Peter Dutton’s plan to cut the 2030 climate target would be an own goal for Australia’s Pacific ambitions

The current visit to Australia by China’s Premier Li Qiang may have taken the heat out of recent tensions between the two nations. But Australia remains embroiled with China in a tussle for influence in the Pacific – a fight in which climate ambition is key.

That’s why, at a diplomatic level, we should be concerned about Opposition leader Peter Dutton’s suggestion the Coalition would abandon Australia’s 2030 emissions target should it win the next election. Such a move would be damaging on many levels. Not least, it would undermine Australia’s relations with our Pacific neighbours – nations that regard climate action as vital to their survival, and for whom Australia aims to be the security partner of choice.

Winding back Australia’s 2030 target – a 43% reduction in emissions, based on 2005 levels – would go against the spirit of the 2015 Paris Agreement. The deal requires countries to communicate national targets to cut emissions, and to set stronger targets every five years. No other country has wound back their climate targets.

Even if the Coalition wins office, Dutton is unlikely to have the Senate numbers to scrap the 2030 target. But the potential implications of such a move for our standing in the Pacific are well worth considering.

How is China travelling on the Paris Agreement?

When it comes to climate action, China is a paradox. It is the world’s biggest consumer of coal and the largest carbon emitter. But it is also leading the world’s shift to clean energy.

Renewables in China are booming – especially solar. China installed more solar capacity in 2023 than the whole world did in 2022, and is expected to install even more this year. China is also a world leader in electric vehicles. Battery and hybrid cars make up almost 40% of all new cars sold there.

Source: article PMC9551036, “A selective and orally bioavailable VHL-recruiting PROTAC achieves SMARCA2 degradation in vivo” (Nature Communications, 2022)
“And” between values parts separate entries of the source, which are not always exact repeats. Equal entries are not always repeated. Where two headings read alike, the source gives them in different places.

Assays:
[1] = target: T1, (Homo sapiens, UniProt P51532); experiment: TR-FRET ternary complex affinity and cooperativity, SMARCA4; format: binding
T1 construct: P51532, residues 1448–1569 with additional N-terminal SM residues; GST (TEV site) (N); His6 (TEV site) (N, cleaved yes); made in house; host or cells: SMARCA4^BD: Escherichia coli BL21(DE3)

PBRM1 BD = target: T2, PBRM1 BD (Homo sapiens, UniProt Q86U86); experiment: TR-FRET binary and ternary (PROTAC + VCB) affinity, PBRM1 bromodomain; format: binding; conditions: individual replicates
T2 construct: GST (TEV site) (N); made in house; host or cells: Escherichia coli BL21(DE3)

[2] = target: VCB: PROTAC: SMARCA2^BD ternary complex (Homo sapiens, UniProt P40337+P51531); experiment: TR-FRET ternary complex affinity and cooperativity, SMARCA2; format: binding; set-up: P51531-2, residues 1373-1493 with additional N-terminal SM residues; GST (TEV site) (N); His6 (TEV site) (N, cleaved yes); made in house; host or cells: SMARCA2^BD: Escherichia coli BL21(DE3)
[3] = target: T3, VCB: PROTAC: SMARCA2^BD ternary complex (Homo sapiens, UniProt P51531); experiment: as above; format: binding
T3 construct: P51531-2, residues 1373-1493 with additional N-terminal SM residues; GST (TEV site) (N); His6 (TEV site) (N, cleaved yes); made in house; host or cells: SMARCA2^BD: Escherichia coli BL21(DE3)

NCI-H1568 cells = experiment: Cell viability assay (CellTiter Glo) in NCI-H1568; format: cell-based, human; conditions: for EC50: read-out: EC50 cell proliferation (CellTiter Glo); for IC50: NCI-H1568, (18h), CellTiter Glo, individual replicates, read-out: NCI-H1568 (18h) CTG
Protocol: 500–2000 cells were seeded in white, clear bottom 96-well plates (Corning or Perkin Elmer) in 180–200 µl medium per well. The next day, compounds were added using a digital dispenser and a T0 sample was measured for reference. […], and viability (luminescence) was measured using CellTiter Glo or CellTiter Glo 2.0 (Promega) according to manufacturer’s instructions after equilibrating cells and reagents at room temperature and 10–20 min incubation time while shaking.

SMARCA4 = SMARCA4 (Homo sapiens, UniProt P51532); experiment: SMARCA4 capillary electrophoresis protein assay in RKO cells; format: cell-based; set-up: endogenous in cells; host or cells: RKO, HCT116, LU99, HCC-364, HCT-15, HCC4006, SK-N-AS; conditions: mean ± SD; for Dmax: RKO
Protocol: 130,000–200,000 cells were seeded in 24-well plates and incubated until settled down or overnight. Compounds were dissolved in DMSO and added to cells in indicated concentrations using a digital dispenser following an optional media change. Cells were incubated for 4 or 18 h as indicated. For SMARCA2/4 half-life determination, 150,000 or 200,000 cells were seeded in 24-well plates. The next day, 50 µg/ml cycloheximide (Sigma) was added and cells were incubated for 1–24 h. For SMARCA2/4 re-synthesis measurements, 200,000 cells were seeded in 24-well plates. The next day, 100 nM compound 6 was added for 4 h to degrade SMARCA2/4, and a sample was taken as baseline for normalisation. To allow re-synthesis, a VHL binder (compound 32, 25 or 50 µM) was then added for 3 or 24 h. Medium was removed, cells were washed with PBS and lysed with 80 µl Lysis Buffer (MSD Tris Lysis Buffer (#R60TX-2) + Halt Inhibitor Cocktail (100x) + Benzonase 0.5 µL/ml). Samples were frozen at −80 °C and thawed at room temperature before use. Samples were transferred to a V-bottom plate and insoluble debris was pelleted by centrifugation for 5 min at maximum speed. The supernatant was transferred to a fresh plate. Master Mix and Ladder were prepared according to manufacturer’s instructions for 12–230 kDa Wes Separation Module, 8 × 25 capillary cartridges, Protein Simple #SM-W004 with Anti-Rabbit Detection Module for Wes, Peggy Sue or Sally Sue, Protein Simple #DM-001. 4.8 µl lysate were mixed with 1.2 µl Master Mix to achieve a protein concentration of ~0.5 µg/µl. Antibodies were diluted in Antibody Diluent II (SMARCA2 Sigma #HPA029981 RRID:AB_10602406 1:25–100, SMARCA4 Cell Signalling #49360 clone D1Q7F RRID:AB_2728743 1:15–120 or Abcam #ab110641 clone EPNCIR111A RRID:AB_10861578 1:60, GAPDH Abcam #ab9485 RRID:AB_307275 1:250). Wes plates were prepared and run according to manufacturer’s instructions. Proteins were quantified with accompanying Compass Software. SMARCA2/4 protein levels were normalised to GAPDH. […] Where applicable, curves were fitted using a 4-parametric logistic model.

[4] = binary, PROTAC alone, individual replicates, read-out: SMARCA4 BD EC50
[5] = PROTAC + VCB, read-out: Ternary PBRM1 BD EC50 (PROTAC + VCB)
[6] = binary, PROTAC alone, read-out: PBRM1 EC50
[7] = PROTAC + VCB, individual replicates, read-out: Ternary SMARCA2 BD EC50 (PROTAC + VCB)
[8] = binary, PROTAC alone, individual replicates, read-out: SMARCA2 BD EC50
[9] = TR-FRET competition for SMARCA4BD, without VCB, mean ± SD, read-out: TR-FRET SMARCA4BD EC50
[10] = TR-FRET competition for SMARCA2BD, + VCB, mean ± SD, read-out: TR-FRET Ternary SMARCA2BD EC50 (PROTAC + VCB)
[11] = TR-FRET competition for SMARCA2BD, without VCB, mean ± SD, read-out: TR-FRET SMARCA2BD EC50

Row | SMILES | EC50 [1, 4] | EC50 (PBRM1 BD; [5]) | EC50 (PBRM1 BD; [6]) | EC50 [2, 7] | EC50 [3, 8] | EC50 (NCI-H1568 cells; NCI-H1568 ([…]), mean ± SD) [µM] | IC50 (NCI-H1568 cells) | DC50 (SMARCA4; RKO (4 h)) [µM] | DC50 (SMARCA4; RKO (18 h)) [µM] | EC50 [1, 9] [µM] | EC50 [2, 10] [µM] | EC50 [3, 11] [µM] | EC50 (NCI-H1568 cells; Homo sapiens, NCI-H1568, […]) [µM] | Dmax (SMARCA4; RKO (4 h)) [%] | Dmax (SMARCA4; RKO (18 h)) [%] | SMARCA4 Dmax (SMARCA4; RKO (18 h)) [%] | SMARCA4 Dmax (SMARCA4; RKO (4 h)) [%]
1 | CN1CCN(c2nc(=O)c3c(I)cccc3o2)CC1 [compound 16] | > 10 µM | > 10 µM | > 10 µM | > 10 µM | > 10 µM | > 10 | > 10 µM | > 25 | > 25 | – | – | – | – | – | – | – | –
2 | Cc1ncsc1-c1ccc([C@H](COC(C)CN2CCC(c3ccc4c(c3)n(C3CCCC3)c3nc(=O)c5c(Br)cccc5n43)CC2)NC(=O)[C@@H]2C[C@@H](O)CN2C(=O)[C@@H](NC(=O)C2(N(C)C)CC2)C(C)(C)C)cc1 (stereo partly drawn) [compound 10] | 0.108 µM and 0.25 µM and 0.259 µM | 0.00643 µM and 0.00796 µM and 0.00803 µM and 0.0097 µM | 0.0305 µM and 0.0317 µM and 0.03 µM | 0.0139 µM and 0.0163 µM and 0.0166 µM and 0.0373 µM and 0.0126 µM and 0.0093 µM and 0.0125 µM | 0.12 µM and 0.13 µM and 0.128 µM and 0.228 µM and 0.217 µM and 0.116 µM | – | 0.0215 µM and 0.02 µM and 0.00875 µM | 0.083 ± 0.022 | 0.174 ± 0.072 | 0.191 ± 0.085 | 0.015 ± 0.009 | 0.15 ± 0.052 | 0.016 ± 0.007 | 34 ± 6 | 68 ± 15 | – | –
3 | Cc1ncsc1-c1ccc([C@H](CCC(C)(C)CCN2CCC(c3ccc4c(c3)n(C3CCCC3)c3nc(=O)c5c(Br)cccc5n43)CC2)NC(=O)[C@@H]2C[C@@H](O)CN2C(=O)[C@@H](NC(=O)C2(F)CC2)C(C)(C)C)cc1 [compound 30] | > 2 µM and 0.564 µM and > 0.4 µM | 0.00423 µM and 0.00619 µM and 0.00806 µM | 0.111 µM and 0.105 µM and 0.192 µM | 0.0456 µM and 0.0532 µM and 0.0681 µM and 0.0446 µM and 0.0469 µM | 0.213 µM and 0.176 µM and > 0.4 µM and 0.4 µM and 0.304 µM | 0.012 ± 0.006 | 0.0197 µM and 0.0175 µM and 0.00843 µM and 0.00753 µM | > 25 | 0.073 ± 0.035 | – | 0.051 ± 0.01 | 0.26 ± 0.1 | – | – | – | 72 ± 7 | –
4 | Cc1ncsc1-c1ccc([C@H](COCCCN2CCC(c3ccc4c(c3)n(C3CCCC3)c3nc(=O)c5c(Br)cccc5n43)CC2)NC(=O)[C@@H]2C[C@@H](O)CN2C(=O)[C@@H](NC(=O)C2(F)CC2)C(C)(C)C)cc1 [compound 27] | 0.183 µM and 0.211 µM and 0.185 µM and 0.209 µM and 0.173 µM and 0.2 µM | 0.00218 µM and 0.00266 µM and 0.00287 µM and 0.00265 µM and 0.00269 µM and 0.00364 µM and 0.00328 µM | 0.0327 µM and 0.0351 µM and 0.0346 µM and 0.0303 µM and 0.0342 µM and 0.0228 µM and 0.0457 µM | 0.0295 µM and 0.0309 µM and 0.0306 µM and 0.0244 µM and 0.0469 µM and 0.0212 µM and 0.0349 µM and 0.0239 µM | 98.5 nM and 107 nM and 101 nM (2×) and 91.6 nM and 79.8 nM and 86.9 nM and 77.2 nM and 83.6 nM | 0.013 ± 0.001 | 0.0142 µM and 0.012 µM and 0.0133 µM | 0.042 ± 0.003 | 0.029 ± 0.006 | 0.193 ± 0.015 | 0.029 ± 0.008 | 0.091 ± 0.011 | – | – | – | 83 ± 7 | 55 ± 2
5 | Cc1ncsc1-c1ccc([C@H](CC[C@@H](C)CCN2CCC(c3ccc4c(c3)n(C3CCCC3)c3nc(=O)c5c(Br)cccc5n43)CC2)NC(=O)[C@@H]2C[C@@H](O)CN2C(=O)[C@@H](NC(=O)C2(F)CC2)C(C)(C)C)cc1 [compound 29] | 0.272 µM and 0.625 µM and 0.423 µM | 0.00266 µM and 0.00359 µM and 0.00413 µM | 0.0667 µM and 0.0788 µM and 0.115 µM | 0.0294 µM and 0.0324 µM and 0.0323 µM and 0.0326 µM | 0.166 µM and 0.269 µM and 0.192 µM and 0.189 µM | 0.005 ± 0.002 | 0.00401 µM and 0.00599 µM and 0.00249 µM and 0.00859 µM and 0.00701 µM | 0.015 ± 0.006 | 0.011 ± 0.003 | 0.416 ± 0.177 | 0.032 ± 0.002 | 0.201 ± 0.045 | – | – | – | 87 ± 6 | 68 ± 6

Under its current Paris Agreement target, China plans to reach more than 1,200 gigawatts of installed wind and solar power by 2030. It’s on track to achieve the target next year – five years ahead of schedule.

China also pledged to reach peak emissions before 2030 and there are signs this target has already been met. Now, China has indicated it may strengthen its 2030 target, and at the same time will set a new 2035 target.

Such a move by China would help strengthen global cooperation on climate. All parties to the Paris Agreement are expected to set new, stronger, targets every five years and the next round of targets are due before the United Nations climate meeting, COP30, in Brazil next year.

China’s growing presence in the Pacific

At the same time as making good progress on its climate commitments, China has been expanding its presence in the Pacific. This has changed the dynamic of a region that has long been aligned with the West – notwithstanding concerns such as France’s role in New Caledonia and the impacts of nuclear testing in the Marshall Islands.

In recent years China has become a major provider of aid for Pacific island countries, especially for much-needed infrastructure projects.